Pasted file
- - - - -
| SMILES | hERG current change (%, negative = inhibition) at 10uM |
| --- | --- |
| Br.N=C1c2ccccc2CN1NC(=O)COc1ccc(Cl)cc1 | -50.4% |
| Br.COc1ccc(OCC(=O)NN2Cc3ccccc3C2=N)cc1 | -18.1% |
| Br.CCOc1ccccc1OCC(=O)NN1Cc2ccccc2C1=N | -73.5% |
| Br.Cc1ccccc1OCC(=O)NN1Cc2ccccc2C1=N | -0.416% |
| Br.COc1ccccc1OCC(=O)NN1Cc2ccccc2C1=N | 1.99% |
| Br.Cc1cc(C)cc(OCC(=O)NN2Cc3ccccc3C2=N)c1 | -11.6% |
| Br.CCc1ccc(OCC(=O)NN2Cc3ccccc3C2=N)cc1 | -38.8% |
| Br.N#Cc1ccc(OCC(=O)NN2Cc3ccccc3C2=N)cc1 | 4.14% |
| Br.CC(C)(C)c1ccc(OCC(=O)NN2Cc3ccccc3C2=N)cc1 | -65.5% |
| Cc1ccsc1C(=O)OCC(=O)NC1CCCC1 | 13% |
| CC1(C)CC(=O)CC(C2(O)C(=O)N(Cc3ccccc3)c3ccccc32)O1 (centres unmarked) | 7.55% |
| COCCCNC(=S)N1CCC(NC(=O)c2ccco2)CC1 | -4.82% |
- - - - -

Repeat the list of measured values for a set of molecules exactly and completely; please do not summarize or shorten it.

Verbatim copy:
| SMILES | hERG current change (%, negative = inhibition) at 10uM |
| --- | --- |
| Br.N=C1c2ccccc2CN1NC(=O)COc1ccc(Cl)cc1 | -50.4% |
| Br.COc1ccc(OCC(=O)NN2Cc3ccccc3C2=N)cc1 | -18.1% |
| Br.CCOc1ccccc1OCC(=O)NN1Cc2ccccc2C1=N | -73.5% |
| Br.Cc1ccccc1OCC(=O)NN1Cc2ccccc2C1=N | -0.416% |
| Br.COc1ccccc1OCC(=O)NN1Cc2ccccc2C1=N | 1.99% |
| Br.Cc1cc(C)cc(OCC(=O)NN2Cc3ccccc3C2=N)c1 | -11.6% |
| Br.CCc1ccc(OCC(=O)NN2Cc3ccccc3C2=N)cc1 | -38.8% |
| Br.N#Cc1ccc(OCC(=O)NN2Cc3ccccc3C2=N)cc1 | 4.14% |
| Br.CC(C)(C)c1ccc(OCC(=O)NN2Cc3ccccc3C2=N)cc1 | -65.5% |
| Cc1ccsc1C(=O)OCC(=O)NC1CCCC1 | 13% |
| CC1(C)CC(=O)CC(C2(O)C(=O)N(Cc3ccccc3)c3ccccc32)O1 (centres unmarked) | 7.55% |
| COCCCNC(=S)N1CCC(NC(=O)c2ccco2)CC1 | -4.82% |